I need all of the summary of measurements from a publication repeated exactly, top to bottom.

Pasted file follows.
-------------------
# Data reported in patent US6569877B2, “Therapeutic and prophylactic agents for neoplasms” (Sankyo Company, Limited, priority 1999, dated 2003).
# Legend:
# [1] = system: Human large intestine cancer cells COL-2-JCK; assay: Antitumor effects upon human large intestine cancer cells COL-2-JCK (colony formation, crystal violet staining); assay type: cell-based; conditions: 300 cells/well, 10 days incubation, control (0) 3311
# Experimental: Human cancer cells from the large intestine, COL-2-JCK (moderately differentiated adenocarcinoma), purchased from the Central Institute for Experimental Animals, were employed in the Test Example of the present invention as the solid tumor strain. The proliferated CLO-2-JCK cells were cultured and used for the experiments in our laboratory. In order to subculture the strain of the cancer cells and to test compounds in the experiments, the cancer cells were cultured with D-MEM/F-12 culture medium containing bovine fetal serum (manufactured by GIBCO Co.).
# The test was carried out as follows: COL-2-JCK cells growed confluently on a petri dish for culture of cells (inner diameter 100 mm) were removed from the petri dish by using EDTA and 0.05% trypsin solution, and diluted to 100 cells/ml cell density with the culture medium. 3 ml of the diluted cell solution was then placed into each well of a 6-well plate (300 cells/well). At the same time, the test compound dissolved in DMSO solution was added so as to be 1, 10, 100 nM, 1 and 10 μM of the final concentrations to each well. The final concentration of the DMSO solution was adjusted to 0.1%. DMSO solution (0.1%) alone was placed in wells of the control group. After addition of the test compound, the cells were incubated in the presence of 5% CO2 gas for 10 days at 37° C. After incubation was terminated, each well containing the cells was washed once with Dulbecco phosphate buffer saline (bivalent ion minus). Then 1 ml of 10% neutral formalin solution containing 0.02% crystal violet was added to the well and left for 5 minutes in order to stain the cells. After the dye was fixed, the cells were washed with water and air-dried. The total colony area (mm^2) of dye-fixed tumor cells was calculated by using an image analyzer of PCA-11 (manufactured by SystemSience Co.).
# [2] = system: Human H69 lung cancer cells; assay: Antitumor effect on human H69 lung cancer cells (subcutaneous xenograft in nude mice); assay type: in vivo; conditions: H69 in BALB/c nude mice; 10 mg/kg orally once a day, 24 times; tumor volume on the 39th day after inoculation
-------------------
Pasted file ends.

# Data reported in patent US6569877B2, “Therapeutic and prophylactic agents for neoplasms” (Sankyo Company, Limited, priority 1999, dated 2003).
# Legend:
# [1] = system: Human large intestine cancer cells COL-2-JCK; assay: Antitumor effects upon human large intestine cancer cells COL-2-JCK (colony formation, crystal violet staining); assay type: cell-based; conditions: 300 cells/well, 10 days incubation, control (0) 3311
# Experimental: Human cancer cells from the large intestine, COL-2-JCK (moderately differentiated adenocarcinoma), purchased from the Central Institute for Experimental Animals, were employed in the Test Example of the present invention as the solid tumor strain. The proliferated CLO-2-JCK cells were cultured and used for the experiments in our laboratory. In order to subculture the strain of the cancer cells and to test compounds in the experiments, the cancer cells were cultured with D-MEM/F-12 culture medium containing bovine fetal serum (manufactured by GIBCO Co.).
# The test was carried out as follows: COL-2-JCK cells growed confluently on a petri dish for culture of cells (inner diameter 100 mm) were removed from the petri dish by using EDTA and 0.05% trypsin solution, and diluted to 100 cells/ml cell density with the culture medium. 3 ml of the diluted cell solution was then placed into each well of a 6-well plate (300 cells/well). At the same time, the test compound dissolved in DMSO solution was added so as to be 1, 10, 100 nM, 1 and 10 μM of the final concentrations to each well. The final concentration of the DMSO solution was adjusted to 0.1%. DMSO solution (0.1%) alone was placed in wells of the control group. After addition of the test compound, the cells were incubated in the presence of 5% CO2 gas for 10 days at 37° C. After incubation was terminated, each well containing the cells was washed once with Dulbecco phosphate buffer saline (bivalent ion minus). Then 1 ml of 10% neutral formalin solution containing 0.02% crystal violet was added to the well and left for 5 minutes in order to stain the cells. After the dye was fixed, the cells were washed with water and air-dried. The total colony area (mm^2) of dye-fixed tumor cells was calculated by using an image analyzer of PCA-11 (manufactured by SystemSience Co.).
# [2] = system: Human H69 lung cancer cells; assay: Antitumor effect on human H69 lung cancer cells (subcutaneous xenograft in nude mice); assay type: in vivo; conditions: H69 in BALB/c nude mice; 10 mg/kg orally once a day, 24 times; tumor volume on the 39th day after inoculation